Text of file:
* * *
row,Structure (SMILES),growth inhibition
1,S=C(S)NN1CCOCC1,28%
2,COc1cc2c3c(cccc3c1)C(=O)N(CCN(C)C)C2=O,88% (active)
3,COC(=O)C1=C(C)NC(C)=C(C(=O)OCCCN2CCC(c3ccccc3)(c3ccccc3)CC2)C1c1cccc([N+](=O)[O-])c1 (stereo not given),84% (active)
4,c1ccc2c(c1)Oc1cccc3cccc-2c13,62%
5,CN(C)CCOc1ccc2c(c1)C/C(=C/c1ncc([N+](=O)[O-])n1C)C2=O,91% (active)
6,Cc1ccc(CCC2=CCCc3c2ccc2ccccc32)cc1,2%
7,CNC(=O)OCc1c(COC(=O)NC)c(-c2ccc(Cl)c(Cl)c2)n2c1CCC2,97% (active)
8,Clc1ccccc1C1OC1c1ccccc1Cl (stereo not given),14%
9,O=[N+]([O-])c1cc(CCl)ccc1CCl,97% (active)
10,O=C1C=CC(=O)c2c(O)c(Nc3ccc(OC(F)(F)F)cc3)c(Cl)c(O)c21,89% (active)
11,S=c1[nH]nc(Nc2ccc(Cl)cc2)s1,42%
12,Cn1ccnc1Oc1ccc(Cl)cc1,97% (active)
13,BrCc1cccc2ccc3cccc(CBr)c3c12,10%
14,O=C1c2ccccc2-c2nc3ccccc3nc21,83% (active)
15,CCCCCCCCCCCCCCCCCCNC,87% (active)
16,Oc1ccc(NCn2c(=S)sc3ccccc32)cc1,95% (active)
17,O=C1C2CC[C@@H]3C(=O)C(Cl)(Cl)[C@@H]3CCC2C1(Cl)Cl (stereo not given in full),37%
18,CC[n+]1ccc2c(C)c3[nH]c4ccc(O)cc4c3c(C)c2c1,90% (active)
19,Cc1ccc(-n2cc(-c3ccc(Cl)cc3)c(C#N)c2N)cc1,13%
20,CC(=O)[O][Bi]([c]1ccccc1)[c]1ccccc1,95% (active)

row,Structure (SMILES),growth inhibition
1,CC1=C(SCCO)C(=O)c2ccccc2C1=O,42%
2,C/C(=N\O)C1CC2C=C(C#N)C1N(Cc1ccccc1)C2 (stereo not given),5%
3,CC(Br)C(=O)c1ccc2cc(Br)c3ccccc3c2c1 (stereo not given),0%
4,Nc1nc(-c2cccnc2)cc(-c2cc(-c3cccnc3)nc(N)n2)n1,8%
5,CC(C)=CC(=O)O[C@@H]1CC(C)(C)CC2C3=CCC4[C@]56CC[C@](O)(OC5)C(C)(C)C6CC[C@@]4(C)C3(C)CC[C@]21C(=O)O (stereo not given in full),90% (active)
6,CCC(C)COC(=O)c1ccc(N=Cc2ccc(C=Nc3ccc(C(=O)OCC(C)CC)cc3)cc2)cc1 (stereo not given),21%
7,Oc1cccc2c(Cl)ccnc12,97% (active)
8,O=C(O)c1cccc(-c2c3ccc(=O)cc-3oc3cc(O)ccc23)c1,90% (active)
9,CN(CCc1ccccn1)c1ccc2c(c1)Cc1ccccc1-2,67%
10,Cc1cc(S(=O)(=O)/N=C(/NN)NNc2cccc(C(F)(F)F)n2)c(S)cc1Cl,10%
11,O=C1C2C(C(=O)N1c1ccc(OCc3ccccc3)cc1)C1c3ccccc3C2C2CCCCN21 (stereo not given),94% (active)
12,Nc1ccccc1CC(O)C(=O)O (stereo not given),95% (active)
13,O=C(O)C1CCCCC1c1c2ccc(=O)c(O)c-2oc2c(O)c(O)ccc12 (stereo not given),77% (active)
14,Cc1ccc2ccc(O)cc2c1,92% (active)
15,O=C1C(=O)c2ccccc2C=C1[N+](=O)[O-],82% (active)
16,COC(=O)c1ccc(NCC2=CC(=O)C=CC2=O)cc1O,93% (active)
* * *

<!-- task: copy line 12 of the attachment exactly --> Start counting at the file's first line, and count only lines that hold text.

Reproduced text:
11,S=c1[nH]nc(Nc2ccc(Cl)cc2)s1,42%